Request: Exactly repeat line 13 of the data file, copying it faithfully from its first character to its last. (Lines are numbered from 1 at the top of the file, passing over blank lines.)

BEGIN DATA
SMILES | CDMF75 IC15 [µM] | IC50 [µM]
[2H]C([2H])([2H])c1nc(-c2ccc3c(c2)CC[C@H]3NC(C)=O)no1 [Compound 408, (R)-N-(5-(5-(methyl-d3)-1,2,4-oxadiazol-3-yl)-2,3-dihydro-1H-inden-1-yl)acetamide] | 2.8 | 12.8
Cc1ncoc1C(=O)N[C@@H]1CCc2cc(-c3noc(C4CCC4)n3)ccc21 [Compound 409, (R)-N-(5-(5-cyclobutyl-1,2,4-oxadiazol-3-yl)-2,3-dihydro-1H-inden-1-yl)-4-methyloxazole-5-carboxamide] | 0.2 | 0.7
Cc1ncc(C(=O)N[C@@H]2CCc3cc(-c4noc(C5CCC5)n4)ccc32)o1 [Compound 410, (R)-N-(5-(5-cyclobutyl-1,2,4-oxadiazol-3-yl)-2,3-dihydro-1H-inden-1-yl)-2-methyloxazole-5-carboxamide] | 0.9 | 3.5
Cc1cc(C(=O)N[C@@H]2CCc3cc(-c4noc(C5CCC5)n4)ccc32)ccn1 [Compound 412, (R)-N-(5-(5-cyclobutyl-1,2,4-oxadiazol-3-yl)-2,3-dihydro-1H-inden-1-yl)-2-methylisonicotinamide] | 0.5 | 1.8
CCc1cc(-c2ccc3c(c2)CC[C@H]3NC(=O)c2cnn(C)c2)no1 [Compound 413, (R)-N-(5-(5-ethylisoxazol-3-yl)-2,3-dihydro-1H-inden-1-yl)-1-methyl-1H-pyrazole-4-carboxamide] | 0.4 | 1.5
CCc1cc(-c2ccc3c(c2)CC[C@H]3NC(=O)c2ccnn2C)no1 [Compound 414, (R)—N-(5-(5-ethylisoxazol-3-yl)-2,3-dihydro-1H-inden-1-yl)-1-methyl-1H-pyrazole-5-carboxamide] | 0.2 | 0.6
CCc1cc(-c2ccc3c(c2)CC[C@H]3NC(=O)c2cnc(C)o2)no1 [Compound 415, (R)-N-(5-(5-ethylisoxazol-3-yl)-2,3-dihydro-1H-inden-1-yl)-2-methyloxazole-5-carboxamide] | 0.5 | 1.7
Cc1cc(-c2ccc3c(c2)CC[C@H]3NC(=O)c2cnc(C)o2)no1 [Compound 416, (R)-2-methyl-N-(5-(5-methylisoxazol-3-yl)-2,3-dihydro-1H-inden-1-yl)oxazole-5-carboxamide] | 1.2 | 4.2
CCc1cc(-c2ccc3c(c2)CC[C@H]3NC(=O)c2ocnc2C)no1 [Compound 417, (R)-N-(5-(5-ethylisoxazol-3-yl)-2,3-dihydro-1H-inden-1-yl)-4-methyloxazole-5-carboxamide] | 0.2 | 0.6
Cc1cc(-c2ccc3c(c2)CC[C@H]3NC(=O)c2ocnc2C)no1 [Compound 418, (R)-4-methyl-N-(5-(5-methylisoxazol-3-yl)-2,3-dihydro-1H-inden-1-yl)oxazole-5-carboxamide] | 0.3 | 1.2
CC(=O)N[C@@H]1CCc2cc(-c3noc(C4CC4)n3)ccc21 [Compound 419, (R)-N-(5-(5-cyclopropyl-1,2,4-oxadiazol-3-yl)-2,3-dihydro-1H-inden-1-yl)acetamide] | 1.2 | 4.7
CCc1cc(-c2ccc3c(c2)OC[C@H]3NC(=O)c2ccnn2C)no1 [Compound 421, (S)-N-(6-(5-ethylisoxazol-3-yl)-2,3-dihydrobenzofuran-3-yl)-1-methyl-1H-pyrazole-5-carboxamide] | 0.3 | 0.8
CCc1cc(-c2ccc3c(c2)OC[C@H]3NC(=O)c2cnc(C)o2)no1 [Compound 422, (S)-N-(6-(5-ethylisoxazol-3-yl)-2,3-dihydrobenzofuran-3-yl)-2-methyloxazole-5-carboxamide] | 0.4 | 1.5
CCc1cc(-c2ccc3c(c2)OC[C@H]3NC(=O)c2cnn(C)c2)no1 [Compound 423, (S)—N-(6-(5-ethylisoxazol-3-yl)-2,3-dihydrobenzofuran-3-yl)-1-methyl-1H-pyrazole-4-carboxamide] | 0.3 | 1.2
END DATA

CCc1cc(-c2ccc3c(c2)OC[C@H]3NC(=O)c2ccnn2C)no1 [Compound 421, (S)-N-(6-(5-ethylisoxazol-3-yl)-2,3-dihydrobenzofuran-3-yl)-1-methyl-1H-pyrazole-5-carboxamide] | 0.3 | 0.8